Specialists Scour Crippled Destroyer

Sunday, October 15th 2000, 12:00 am
By: News On 6

ADEN, Yemen (AP) — The crew of the crippled USS Cole gathered on its listing deck Sunday to pay tribute to 17 shipmates killed in an apparent suicide bombing that also ripped into the U.S. Navy's strategic plans in the Middle East.

Terrorism experts and explosives specialists scouring the ravaged vessel paused from their work as chaplains led the memorial service under blue-and-white tarpaulins to block the scorching sun.

An American official called it ``a very private affair'' limited to the crew and the extra clergymen and counselors brought in after Thursday's blast.

The official, speaking on condition of anonymity, described the crew as ``still in the state of shock'' from the ``utter devastation'' of the blast, which twisted metal and tore through compartments from below the waterline to the towering superstructure of the guided missile destroyer.

Hatches were blown open on the deck, the official said, and areas below near the blast site were ``absolutely destroyed.''

U.S. officials believe the ship was the target of a suicide attack from a small vessel packed with powerful explosives. If terrorism is proven, it would be the deadliest such attack on the U.S. military since the bombing of an Air Force barracks in Saudi Arabia in 1996 that killed 19.

Yemen strongly rejects the American claims. The Foreign Ministry repeated Saturday that it ``does not accept the presence of terrorists on its territories.''

The blast, however, has undoubtedly forced a reevaluation of U.S. military plans to make Yemen a strategic point in the region.

Aden's convenient deep-water port had been used as a refueling point for U.S. warships for about two years. Discussions also had been started on a possible permanent U.S. facility around Aden — near the southwestern tip of the Arabian Peninsula and near the important straits at the southern end of the Red Sea.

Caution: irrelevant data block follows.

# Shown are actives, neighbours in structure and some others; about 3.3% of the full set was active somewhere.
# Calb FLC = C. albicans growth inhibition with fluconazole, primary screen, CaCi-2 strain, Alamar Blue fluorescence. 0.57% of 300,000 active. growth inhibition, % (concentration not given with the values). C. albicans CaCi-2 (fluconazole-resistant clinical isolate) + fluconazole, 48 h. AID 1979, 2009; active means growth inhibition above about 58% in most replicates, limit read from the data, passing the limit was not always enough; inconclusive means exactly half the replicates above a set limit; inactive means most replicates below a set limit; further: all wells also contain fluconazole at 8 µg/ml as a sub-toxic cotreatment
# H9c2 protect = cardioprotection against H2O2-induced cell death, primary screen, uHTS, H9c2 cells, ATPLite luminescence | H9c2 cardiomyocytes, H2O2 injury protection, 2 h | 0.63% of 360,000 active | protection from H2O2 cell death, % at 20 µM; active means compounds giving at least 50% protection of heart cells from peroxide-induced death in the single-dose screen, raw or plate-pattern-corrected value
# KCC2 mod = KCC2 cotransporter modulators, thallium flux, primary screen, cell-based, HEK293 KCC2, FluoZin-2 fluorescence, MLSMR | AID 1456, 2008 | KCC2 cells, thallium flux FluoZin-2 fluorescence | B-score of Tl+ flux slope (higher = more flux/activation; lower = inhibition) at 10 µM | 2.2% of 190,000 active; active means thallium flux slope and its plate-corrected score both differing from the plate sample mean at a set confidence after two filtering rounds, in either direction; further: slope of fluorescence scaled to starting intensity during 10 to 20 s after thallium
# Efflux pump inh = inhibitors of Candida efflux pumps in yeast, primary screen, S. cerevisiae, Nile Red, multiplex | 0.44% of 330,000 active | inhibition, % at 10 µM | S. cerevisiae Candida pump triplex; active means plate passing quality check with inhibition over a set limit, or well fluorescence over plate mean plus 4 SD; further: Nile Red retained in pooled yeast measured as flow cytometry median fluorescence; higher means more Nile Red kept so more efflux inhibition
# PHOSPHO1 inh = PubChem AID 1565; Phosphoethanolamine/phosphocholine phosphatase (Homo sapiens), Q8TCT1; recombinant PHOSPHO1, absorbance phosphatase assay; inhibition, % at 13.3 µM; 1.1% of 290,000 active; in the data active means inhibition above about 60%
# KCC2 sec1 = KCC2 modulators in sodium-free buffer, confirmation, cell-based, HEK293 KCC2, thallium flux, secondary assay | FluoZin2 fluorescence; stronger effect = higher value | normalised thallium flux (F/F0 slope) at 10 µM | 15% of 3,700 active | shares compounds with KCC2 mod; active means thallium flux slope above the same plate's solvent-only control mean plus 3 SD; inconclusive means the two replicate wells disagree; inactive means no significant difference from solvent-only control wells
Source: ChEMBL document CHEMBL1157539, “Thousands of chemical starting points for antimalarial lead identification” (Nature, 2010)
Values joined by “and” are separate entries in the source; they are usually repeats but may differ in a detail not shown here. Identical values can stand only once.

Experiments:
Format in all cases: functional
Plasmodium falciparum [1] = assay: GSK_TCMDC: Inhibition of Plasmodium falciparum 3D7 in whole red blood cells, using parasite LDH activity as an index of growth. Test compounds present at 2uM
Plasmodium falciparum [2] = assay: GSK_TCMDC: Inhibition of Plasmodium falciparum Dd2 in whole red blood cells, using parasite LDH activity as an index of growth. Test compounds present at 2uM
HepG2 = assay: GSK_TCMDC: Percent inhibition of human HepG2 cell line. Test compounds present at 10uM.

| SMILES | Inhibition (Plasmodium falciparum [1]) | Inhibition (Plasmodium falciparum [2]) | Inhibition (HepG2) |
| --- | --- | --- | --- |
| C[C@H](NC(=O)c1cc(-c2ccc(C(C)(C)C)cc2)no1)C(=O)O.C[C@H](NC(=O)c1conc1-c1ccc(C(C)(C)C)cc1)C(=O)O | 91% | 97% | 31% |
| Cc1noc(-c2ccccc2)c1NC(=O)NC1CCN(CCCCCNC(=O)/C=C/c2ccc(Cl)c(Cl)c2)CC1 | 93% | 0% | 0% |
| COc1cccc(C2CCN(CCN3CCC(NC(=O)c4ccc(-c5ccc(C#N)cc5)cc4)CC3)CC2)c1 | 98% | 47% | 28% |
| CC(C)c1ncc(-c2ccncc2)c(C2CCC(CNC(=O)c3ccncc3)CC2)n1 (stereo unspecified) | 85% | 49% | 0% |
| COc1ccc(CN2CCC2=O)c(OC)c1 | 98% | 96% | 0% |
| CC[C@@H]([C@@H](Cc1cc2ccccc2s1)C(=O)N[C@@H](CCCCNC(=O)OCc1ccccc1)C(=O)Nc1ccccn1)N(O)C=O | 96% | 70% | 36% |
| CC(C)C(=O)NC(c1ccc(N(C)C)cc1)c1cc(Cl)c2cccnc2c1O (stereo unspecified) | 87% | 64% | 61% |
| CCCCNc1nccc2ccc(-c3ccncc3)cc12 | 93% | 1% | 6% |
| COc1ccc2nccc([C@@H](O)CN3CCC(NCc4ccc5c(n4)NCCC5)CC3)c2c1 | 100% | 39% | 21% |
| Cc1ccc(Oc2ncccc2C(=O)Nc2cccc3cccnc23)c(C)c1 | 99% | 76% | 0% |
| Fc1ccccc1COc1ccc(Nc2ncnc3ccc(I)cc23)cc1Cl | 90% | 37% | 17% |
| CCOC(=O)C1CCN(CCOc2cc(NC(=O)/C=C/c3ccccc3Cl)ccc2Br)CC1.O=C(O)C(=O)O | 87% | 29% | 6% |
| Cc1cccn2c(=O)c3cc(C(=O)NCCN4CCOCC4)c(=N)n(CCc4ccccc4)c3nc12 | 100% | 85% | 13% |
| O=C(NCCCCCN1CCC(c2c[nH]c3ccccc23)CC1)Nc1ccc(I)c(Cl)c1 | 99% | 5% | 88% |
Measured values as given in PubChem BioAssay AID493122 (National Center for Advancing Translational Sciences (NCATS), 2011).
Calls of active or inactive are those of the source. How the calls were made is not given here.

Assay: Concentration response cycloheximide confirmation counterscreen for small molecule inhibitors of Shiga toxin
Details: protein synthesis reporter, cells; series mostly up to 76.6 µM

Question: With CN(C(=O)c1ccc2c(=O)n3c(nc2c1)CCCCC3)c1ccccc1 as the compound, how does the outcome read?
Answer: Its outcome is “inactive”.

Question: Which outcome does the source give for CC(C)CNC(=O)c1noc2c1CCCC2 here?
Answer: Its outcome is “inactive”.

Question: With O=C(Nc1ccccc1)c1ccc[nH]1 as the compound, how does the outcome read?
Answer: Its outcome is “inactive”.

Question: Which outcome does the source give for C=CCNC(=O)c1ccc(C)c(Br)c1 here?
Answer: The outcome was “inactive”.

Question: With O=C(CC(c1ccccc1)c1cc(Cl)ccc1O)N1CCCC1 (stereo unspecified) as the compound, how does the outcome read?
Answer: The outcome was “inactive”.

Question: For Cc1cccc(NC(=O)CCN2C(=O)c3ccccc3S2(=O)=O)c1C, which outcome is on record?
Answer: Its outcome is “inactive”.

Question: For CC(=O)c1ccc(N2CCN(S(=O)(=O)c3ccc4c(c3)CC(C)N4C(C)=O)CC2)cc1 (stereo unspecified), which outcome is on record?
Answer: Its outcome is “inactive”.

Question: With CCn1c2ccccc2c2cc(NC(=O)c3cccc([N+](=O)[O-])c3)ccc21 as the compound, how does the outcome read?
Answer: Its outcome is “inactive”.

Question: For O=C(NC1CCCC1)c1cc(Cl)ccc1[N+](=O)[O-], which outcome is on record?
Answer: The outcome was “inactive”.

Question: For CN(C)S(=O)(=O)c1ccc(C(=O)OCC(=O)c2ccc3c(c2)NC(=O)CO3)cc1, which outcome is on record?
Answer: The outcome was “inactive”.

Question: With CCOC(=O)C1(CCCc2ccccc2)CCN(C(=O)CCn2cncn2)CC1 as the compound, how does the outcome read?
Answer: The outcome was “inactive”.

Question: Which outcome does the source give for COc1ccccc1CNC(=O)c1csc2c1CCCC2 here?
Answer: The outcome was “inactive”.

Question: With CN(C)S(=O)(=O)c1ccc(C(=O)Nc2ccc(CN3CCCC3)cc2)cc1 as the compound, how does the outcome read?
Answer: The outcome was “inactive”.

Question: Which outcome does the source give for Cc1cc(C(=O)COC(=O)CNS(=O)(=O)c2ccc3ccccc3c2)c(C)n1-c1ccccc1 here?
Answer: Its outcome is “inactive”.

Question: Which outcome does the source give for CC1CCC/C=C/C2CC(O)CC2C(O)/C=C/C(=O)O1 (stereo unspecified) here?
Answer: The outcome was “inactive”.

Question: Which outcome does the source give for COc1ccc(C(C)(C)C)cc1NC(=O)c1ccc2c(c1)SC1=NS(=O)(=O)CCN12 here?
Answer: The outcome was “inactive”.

U.S. officials have suspended naval stops in Aden for the moment. A final decision will be made once the stricken Cole is towed away.

``It will be up to policy makers to determine the Navy's future presence here,'' said Lt. Terrence Dudley, a spokesman for the U.S. 5th Fleet based in Bahrain.

But more pressing questions resounded from the Middle East to Washington: who could have carried out the attack that left the world's most powerful military feeling highly vulnerable?

The painstaking examination of the crippled destroyer gained momentum as fresh members joined the team. About 100 FBI agents, divers and others are expected to take part in examining the devastation from the blast, which tore a 12-by-12-meter hole into the ship's midsection.

Among the tasks for the investigators: looking for residue that could indicate the type of explosives and reviewing information from ship's surveillance systems. The Cole was fitted with video cameras, but it was not clear whether any images could aid in the probe.

Navy commanders plan to repair the $1 billion ship and appear eager to leave Yemen. But the stricken vessel needs to prepared for a long open sea journey to a fully equipped ship yard — perhaps to Bahrain or in the United Arab Emirates.

The ship could be towed away as early as this week, said Navy officials, speaking on condition of anonymity.

Five bodies have been returned home for burial. Two other bodies were still in the ship, lodged in twisted steel. Ten sailors were missing and presumed dead. Failure to account for the missing could complicate or delay plans to tow away the vessel.

Thirty-three of those injured in the attack were ready to return home Sunday after treatment at a U.S. military hospital in Germany, leaving behind the remaining six injured who were in more serious condition.

Wearing donated tracksuits, most of the injured were well enough to walk unaided out of the Landstuhl Regional Medical Center into a misty morning chill. A few had canes or crutches, and one was brought by ambulance to the gray C-141 plane flying the sailors to the United States.

Western diplomats in Yemen said the explosion seemed to be the work of a well-organized group with good connections in the busy port.

Some terrorism analysts believe the absence of a credible claim of responsibility could reflect a trend among militant groups: to try to elude intelligence-gathering, many have remained quiet about their attacks.

Among the names mentioned in the wake of the bombing has been Osama bin Laden. The United States accuses bin Laden of organizing a network with followers across the Mideast, including Yemen, and says he masterminded the 1998 bombings of U.S. embassies in east Africa that killed 224 people.

Islamic extremists also have been active in Yemen. However, Yemeni Prime Minister Abdul-Karim al-Iryani said in March that bin Laden, who at one time had ``colleagues'' in Yemen, now ``has no place in Yemen, no military camps.''

The Cole had been heading with a crew of 293 to the Gulf to support the U.N. embargo against Iraq.

Two other Navy ships — the frigate USS Hawes and the destroyer USS Donald Cook — were sent to help the Cole and its crew.